Secretary Shulkin: Help us thank our veterans by inclusion and support
Secretary Shulkin: Help us Say “Thank You” to Veterans through Inclusion and Support
As we approach Memorial Day, our nation turns its attention to our young men and women in uniform who proudly serve and defend us. We come together to say “thank you” and we honor their sacrifice and commitment to us. But as you know, far too often, we fall short on our commitment to these brave service members in their moments of greatest need.
In 2015, the New York Times ran an insightful but startling article entitled “Please Don’t Thank Me for My Service.” The article chronicled the stories of veterans returning from combat confronting the gratitude expressed by family, friends, even strangers on the street who recognized them as returning warriors. They spoke about their desire to not only blend in, but to fully immerse themselves in their communities without interruption.
Many of our veterans, like the ones profiled in that New York Times article, come home injured from battle emotionally and physically. As of August 2016, about 4.6 million veterans (22 percent of all veterans) had a service-related disability. As I am a blind American and a disability rights advocate, I live with some of the challenges that Americans with disabilities face. But since I did not serve, never saw combat, didn’t share the experiences of these young men and women, I can never truly comprehend what they lived through. These disabled veterans face a unique challenge given that they often return home with complex disabilities, including amputations, sensory disabilities and post-traumatic stress.
I join millions across the nation in wishing to express my deep gratitude for their service, but respect the opinions so clearly voiced by the wounded warriors who wish nothing more than to blend back into the American landscape. So how do we express our respect, gratitude, desire now to serve our wounded warriors as they return to communities all across the nation?
President Trump promised during his campaign to ‘fix’ the Department of Veterans Affairs (VA) by improving electronic health record management and eliminating the remaining backlog on disability claims. Assuredly, the millions of disabled veterans would welcome the President’s leadership in this regard and are looking forward to the fulfillment of this important promise.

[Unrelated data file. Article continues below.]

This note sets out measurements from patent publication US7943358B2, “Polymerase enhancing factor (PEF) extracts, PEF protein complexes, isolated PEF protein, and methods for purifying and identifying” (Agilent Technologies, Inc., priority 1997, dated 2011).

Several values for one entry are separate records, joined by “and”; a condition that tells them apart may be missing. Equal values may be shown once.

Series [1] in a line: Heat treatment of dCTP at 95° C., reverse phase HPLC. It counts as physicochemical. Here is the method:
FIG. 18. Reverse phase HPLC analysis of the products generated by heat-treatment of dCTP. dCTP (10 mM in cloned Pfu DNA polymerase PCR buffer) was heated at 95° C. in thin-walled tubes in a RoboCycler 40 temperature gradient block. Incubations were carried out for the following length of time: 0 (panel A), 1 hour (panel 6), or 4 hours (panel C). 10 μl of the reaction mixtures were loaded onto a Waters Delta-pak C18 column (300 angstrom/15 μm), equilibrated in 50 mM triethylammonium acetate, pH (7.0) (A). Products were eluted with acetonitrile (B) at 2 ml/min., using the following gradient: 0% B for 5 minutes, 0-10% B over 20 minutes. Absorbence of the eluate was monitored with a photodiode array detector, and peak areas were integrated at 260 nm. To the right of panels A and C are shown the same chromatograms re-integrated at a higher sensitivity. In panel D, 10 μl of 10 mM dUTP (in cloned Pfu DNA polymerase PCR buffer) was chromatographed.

Beyond those reforms that you are planning to lead in your role as Secretary of the VA, we also need an inclusion revolution, for these veterans. This revolution includes a seamless and efficient method for assisting wounded warriors that seek treatment and care through the Veterans Services administration. We need to increase availability of medical treatments and supports to help wounded warriors cope by providing manned crisis response teams, hotlines, readily accessible medical care, comprehensive records retention and management, rehabilitation and training. Our returning service members need to reap the benefits of the education promised to them by their GI Bills, and to be able to find meaningful jobs.
We must fully embrace our veterans when they return home. That welcome should include retrofitting our workplaces, schools, businesses and communities for any disabilities there are living with. Not only do we have a moral duty to re-engage these disabled veterans, but it will make us better as a nation. We can learn from their lessons in group dynamics, technical prowess, engineering, communications, radar and transportation skills. Our veterans, abled-bodied and disabled, will return home with a wealth of experiences and knowledge and we must fashion a society that allows us to embrace, empower and benefit from their contributions. Including them, respecting and valuing the expertise they have acquired and putting it to use in our civilian communities may be the best way we have of truly saying we are grateful.
This is the power of inclusion. For me, it is the only meaningful way we will ever truly be able to express our deep gratitude for the compassion, energy, protection and service of America’s finest men and women.
I am sure you will join me, on this Memorial Day, in pledging to never relent in our commitment to our nation’s disabled veterans. It is now our chance to return the favor and welcome them home to live and thrive as respected, welcomed and included American civilians with and among us all.